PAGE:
Slovakia tests two-thirds of its population in bid to avert Covid lockdown

Government says mass screening ‘a great leap forward’ despite doubts over accuracy of antigen tests

Local residents  queue at a school in Kosice, Slovakia,   during  national   testing for Covid-19. Photograph:   Zuzana Gogova/Getty Images

Local residents queue at a school in Kosice, Slovakia, during national testing for Covid-19. Photograph: Zuzana Gogova/Getty Images


Slovakia tested two-thirds of its entire population for coronavirus over the weekend, its government has announced, as it tries to employ targeted quarantine measures to avert an economically damaging national lockdown.

Prime minister Igor Matovic revealed on Monday that more than 3.6 million Slovaks took part in a voluntary testing programme on Saturday and Sunday, 38,359 of whom – equivalent to 1.06 per cent – received a positive result.

Soldiers, police, emergency workers and volunteers helped tens of thousands of medics conduct the tests across country of 5.4 million in a scheme that officials hope will help Slovakia control coronavirus and serve as an example to other states.

“We have made a great leap forward,” said Mr Matovic. “I deeply believe that this solution will work in Slovakia on the condition that those who received certification that they are negative will continue to act responsibly and those who got a positive result will remain in quarantine with their families.”

People who tested negative will be exempt from a national curfew and may show a certificate displaying their result to employers, shopkeepers and others who could request proof of coronavirus status before allowing entry to premises.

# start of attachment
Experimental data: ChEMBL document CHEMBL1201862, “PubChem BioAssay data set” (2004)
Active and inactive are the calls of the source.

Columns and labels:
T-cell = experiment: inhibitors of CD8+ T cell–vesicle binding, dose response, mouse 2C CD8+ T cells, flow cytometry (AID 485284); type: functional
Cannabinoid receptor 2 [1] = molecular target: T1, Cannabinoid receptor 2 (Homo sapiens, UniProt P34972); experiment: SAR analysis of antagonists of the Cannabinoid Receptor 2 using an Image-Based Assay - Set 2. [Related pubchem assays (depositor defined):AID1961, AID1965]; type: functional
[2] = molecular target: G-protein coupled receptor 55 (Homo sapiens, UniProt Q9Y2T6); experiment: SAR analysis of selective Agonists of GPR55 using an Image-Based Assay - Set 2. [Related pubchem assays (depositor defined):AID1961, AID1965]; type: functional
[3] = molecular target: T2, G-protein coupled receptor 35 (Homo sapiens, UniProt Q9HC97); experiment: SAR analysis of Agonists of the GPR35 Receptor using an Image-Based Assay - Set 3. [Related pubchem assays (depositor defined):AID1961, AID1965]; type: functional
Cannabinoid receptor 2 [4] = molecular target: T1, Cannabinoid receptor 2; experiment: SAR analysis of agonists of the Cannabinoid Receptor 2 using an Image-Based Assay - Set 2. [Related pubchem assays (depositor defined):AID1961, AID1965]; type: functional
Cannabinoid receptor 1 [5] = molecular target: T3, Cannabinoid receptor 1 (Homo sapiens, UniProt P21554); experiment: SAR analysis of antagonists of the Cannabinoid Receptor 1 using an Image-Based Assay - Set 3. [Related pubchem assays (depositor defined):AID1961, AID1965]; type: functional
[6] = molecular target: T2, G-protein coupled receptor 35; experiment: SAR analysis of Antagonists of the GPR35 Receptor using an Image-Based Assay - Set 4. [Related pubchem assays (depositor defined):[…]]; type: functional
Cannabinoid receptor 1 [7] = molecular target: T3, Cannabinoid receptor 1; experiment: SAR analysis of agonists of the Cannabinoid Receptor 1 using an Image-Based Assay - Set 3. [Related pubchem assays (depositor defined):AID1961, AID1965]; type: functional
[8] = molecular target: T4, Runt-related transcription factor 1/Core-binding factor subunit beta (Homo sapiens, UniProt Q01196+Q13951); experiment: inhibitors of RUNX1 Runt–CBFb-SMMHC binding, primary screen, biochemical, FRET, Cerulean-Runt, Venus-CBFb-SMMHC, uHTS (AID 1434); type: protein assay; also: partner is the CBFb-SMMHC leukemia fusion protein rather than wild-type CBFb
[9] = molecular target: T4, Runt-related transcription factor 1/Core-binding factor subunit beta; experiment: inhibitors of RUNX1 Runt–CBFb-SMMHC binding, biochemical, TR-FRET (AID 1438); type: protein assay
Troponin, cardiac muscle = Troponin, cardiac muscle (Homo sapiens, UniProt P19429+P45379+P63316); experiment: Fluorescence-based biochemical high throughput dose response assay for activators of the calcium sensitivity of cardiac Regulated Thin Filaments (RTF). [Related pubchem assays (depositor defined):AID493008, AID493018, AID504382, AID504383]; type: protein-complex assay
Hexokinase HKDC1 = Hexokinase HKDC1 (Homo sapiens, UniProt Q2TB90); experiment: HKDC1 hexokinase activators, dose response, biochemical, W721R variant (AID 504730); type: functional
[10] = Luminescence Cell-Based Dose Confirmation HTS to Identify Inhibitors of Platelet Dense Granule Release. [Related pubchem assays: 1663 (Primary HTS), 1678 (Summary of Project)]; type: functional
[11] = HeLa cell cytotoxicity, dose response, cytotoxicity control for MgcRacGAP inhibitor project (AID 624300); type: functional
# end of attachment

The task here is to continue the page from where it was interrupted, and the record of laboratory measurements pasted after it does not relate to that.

Slovaks who tested positive or declined to take part in the project must self-isolate for 10 days or risk being fined; children younger than 10 were not expected to take a test.

Mr Matovic insisted the scheme would help slow the spread of infection despite concerns over the use of antigen tests, which are cheaper and quicker but less accurate than so-called PCR tests.

Critics said the antigen tests could deliver many false positive results, forcing people without Covid-19 to quarantine, and false negative results that would allow infected people to go about their normal lives and potentially spread the virus.

“This could undermine public trust towards testing and all other pandemic containment measures,” Alexandra Brazinova, an epidemiologist at the medical faculty of Comenius University in Bratislava, told the medical journal the Lancet.

Rise in infections

Slovakia, which has registered 61,829 coronavirus cases and 219 associated deaths, has been alarmed by the precipitous rise in infections in neighbouring Poland and Czech Republic as Covid-19 strikes hard at most of central and eastern Europe.

Russia’s 1.66 million cases is the fourth highest national total in the world, and it confirmed another 18,257 infected people on Monday as concern grew over how the country’s poorer regions are coping with the virus.

Officials revealed that the number of Covid-19 cases is declining in only two of Russia’s 85 provinces, whereas the spread of the virus is accelerating in 33 regions. In the others the rate of new infections is either stable or slowing down.

They also said that about 85 per cent of the country’s 235,000 designated coronavirus hospital beds were now occupied.